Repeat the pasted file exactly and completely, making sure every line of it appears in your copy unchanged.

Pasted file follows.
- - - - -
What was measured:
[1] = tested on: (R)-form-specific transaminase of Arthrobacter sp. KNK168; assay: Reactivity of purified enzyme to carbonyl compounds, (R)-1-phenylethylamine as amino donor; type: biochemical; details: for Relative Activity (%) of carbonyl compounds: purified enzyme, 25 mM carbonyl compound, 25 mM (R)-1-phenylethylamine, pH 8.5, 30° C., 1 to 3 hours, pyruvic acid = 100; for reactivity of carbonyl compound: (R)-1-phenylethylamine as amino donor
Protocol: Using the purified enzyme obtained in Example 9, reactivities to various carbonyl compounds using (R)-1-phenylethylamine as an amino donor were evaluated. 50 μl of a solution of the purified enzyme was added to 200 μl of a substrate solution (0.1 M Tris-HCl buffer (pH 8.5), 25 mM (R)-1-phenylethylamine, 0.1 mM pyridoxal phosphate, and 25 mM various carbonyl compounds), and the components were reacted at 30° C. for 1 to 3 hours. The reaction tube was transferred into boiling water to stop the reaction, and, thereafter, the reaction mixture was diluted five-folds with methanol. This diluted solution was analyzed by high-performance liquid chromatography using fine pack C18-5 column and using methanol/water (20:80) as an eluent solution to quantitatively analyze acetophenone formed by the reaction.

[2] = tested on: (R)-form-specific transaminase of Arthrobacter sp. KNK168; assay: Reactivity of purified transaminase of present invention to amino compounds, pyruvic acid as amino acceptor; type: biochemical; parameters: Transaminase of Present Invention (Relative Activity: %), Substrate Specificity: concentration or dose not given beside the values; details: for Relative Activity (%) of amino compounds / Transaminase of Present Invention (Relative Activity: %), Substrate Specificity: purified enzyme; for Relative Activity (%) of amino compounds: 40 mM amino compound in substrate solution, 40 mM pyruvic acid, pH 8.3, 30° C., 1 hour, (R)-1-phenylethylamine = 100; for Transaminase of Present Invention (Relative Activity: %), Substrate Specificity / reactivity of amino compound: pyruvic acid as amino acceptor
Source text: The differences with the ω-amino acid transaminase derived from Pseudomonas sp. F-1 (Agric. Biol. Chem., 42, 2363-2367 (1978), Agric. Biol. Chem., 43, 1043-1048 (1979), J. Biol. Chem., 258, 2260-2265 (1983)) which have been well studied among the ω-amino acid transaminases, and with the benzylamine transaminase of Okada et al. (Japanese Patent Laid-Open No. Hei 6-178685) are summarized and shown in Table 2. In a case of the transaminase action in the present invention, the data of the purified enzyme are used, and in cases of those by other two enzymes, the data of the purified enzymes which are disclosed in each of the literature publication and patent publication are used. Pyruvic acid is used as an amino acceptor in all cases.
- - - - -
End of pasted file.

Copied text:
What was measured:
[1] = tested on: (R)-form-specific transaminase of Arthrobacter sp. KNK168; assay: Reactivity of purified enzyme to carbonyl compounds, (R)-1-phenylethylamine as amino donor; type: biochemical; details: for Relative Activity (%) of carbonyl compounds: purified enzyme, 25 mM carbonyl compound, 25 mM (R)-1-phenylethylamine, pH 8.5, 30° C., 1 to 3 hours, pyruvic acid = 100; for reactivity of carbonyl compound: (R)-1-phenylethylamine as amino donor
Protocol: Using the purified enzyme obtained in Example 9, reactivities to various carbonyl compounds using (R)-1-phenylethylamine as an amino donor were evaluated. 50 μl of a solution of the purified enzyme was added to 200 μl of a substrate solution (0.1 M Tris-HCl buffer (pH 8.5), 25 mM (R)-1-phenylethylamine, 0.1 mM pyridoxal phosphate, and 25 mM various carbonyl compounds), and the components were reacted at 30° C. for 1 to 3 hours. The reaction tube was transferred into boiling water to stop the reaction, and, thereafter, the reaction mixture was diluted five-folds with methanol. This diluted solution was analyzed by high-performance liquid chromatography using fine pack C18-5 column and using methanol/water (20:80) as an eluent solution to quantitatively analyze acetophenone formed by the reaction.

[2] = tested on: (R)-form-specific transaminase of Arthrobacter sp. KNK168; assay: Reactivity of purified transaminase of present invention to amino compounds, pyruvic acid as amino acceptor; type: biochemical; parameters: Transaminase of Present Invention (Relative Activity: %), Substrate Specificity: concentration or dose not given beside the values; details: for Relative Activity (%) of amino compounds / Transaminase of Present Invention (Relative Activity: %), Substrate Specificity: purified enzyme; for Relative Activity (%) of amino compounds: 40 mM amino compound in substrate solution, 40 mM pyruvic acid, pH 8.3, 30° C., 1 hour, (R)-1-phenylethylamine = 100; for Transaminase of Present Invention (Relative Activity: %), Substrate Specificity / reactivity of amino compound: pyruvic acid as amino acceptor
Source text: The differences with the ω-amino acid transaminase derived from Pseudomonas sp. F-1 (Agric. Biol. Chem., 42, 2363-2367 (1978), Agric. Biol. Chem., 43, 1043-1048 (1979), J. Biol. Chem., 258, 2260-2265 (1983)) which have been well studied among the ω-amino acid transaminases, and with the benzylamine transaminase of Okada et al. (Japanese Patent Laid-Open No. Hei 6-178685) are summarized and shown in Table 2. In a case of the transaminase action in the present invention, the data of the purified enzyme are used, and in cases of those by other two enzymes, the data of the purified enzymes which are disclosed in each of the literature publication and patent publication are used. Pyruvic acid is used as an amino acceptor in all cases.